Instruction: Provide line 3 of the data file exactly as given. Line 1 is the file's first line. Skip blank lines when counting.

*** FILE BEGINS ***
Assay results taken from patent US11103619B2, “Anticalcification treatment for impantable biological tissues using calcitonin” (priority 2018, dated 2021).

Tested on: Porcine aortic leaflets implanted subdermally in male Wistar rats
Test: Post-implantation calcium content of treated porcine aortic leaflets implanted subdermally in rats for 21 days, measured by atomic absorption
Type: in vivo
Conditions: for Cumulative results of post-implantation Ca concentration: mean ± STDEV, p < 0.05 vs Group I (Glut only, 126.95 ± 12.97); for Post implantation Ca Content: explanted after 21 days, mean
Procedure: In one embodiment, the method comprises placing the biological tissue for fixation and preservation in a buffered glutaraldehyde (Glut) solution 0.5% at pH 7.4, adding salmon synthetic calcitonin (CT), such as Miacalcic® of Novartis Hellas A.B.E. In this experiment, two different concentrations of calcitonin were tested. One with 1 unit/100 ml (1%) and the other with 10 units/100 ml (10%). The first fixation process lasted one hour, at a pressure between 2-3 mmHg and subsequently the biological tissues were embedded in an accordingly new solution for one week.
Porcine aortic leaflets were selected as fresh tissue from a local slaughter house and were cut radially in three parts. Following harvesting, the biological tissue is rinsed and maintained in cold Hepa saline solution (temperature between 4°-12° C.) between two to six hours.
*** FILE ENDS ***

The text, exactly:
Test: Post-implantation calcium content of treated porcine aortic leaflets implanted subdermally in rats for 21 days, measured by atomic absorption